For me, it’s that very love that is at the heart of the problem you’re describing, Aaron. Is Madeleine really in love with Scottie? I mean, really? I have no trouble buying his feelings for her — especially because the more deeply he becomes involved in her world, the more his “love” for her becomes something perverse, a symptom of some fucked-up psychology — but I found myself asking of the movie, “Wait. Hang on. When did she fall for him?”

Both Madeleine and Midge have a hankering for Scottie, and there’s something maternal/healing about their relationships to him; his pain draws them in. This betrays the movie’s hetero-male point of view — as you say, Aaron, more Hitch’s than Scottie’s. Or at least we can say more the movie’s point of view than the protagonist’s.

Despite Barbara Bel Geddes’s wonderful performance as Midge, I find the construction of that character utterly dishonest. My big complaint about Vertigo is that throughout the movie we can see the narrative gears at work, and never more so than in Midge. She’s a character who is there only for exposition, and, as you note, when she’s served her purpose she disappears from the movie. You can almost hear the screenwriters’ conversation in which they decide they have to conceal that device with some character dimension — suffering, of course — that will hide the fact that she is just that: a device. So Midge and Scottie have a prior relationship and she holds a candle for him. But there’s a very revealing moment when Scottie makes mention of the fact that back in their college days they’d been engaged and it was Midge who broke it off. Hitch dutifully gives her one of his signature close-ups — with camera about 18 inches over her head, looking down and from a semi-profile angle — to let us know she has more history and thought about what Scottie just said but is holding it in.

But that’s the last we hear of it. Yes, we could fill in the gaps, we could draw a picture of Midge and why she both needs Scottie and keeps him at a distance, but I believe it would be a sort of arbitrary picture. The movie doesn’t really give us enough to fill in the gaps. And so the device is unmasked as the device that it is.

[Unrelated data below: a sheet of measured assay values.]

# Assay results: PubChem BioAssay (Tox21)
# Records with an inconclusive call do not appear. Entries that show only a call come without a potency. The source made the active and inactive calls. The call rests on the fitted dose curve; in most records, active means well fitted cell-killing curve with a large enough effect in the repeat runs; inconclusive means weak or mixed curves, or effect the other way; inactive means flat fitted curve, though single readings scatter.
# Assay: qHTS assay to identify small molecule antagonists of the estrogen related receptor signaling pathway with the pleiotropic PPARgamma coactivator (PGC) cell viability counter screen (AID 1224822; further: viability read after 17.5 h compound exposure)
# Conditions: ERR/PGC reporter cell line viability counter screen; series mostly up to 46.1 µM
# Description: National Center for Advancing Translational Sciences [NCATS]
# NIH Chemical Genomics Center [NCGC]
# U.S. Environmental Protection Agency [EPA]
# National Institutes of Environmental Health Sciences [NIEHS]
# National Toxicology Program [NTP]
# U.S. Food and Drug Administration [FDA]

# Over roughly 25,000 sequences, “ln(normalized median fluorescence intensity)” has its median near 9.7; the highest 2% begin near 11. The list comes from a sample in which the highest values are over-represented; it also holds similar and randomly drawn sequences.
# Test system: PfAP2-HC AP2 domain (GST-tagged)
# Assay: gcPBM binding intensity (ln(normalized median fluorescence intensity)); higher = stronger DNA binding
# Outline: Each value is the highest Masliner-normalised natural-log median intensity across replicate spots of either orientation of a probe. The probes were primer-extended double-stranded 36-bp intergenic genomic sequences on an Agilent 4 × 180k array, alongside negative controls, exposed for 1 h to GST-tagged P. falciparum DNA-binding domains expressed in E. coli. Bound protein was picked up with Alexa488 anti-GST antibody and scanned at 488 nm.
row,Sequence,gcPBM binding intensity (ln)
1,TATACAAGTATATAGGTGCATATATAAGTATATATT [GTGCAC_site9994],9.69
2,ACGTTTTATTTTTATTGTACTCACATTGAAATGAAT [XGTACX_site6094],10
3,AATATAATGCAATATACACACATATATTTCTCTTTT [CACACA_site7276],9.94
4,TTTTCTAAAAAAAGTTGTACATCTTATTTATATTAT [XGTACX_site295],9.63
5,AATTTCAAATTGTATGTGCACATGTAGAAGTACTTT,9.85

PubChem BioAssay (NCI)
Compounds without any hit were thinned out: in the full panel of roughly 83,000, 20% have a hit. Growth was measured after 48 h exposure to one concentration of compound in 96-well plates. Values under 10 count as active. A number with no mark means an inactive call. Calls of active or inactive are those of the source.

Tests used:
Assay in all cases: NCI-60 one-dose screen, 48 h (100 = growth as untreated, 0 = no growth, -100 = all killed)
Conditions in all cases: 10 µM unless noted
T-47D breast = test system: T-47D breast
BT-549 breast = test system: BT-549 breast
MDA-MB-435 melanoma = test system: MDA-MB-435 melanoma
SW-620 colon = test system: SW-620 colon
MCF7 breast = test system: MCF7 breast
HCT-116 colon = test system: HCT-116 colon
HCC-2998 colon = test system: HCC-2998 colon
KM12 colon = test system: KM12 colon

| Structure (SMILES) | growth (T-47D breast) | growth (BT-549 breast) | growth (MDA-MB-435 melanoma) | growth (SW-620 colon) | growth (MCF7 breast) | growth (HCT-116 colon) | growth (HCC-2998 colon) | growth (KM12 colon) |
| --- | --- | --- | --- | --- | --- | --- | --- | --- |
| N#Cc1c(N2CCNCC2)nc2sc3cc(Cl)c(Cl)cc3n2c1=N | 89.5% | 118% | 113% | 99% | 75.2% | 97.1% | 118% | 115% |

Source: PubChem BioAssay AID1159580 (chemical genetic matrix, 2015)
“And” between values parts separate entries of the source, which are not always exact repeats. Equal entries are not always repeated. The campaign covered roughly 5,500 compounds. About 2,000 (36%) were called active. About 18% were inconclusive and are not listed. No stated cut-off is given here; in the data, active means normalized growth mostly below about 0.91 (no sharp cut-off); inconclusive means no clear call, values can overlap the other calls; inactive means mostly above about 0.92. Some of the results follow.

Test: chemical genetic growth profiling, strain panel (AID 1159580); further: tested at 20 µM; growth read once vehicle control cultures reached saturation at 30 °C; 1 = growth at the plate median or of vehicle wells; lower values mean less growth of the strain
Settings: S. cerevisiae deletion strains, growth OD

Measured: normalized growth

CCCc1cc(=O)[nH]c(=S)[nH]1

I feel similarly about Madeleine’s “love” for Scottie. When/why/how did it happen? I can’t really answer that question, but what I know for sure is that if she doesn’t love Scottie, then we have no movie! Maybe it says more about me than it does about the movie, but I’ve never been able to watch Vertigo without seeing through it.

I’m not sure her death in the end betrays an essential misogyny about this movie — I’m not so sure the movie isn’t harder on him than it is on her — but what it does reveal is Vertigo’s weird death obsession. I find the whole enterprise very maudlin and sadistic.

Most cinema buffs point to Vertigo as a great achievement in point-of-view and psychology, perhaps the pinnacle of Hitch’s experiments with both of those cinematic qualities. Obsessions of Hitchcock’s that are also endemic qualities of film as a medium. My answer to that particular praise of Vertigo is: well…yeah…I guess. I can’t argue with that praise, but it seems a little bit like admiring the cookware without enjoying the meal.

Vertigo, with its formal/stylistic ingenuity coupled with its clunky exposition and cold character equations, feels to me like an experiment. As opposed to Notorious and I Confess and Psycho: those movies doesn’t feel like experiments. They feel like operas.

Aaron: Alex, you make a very compelling case. I should admit that you’ve swayed my opinion with what you wrote. I guess what I responded to so dramatically was the technical merits of the film (that Hitchcock guy knew what he was doing) and the presentation. I think you show very well that there are some big holes in the script (I particularly like what you say about Midge). (You should try to use your powers of argument to sway more men in their opinions and tastes.)